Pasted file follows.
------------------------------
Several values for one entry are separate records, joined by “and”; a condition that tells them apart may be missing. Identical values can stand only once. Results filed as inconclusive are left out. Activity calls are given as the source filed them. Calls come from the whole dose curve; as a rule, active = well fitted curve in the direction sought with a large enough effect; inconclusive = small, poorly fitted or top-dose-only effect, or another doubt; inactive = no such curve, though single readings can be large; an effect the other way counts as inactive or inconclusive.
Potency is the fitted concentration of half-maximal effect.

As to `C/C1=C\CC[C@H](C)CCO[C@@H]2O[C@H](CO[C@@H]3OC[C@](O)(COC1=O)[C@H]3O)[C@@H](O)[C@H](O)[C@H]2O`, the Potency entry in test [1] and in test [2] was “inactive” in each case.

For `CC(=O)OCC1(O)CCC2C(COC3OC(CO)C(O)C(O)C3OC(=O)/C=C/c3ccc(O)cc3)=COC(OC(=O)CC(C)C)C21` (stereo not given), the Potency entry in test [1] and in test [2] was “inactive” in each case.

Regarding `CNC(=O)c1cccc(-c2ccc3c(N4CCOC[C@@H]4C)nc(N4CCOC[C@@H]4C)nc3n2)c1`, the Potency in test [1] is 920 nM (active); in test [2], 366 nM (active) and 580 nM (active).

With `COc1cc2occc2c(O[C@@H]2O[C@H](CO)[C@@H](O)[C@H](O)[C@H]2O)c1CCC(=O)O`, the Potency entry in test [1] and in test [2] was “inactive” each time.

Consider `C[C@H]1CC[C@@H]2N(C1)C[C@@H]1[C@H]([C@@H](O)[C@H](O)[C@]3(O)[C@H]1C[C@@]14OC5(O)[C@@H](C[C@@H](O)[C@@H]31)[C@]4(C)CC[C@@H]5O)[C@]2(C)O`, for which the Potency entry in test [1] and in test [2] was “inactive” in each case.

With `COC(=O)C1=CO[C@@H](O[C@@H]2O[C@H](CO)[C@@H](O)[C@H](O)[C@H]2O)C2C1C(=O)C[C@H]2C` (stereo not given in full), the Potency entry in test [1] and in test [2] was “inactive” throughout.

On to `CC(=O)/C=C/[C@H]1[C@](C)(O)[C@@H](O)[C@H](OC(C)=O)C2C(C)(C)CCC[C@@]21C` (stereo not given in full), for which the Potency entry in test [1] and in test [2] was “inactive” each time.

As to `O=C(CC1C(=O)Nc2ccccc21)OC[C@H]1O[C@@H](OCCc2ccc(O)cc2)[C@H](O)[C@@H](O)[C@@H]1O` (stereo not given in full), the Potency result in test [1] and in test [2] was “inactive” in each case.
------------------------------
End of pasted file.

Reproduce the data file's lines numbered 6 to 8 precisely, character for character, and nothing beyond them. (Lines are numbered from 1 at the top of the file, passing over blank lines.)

With `COc1cc2occc2c(O[C@@H]2O[C@H](CO)[C@@H](O)[C@H](O)[C@H]2O)c1CCC(=O)O`, the Potency entry in test [1] and in test [2] was “inactive” each time.

Consider `C[C@H]1CC[C@@H]2N(C1)C[C@@H]1[C@H]([C@@H](O)[C@H](O)[C@]3(O)[C@H]1C[C@@]14OC5(O)[C@@H](C[C@@H](O)[C@@H]31)[C@]4(C)CC[C@@H]5O)[C@]2(C)O`, for which the Potency entry in test [1] and in test [2] was “inactive” in each case.

With `COC(=O)C1=CO[C@@H](O[C@@H]2O[C@H](CO)[C@@H](O)[C@H](O)[C@H]2O)C2C1C(=O)C[C@H]2C` (stereo not given in full), the Potency entry in test [1] and in test [2] was “inactive” throughout.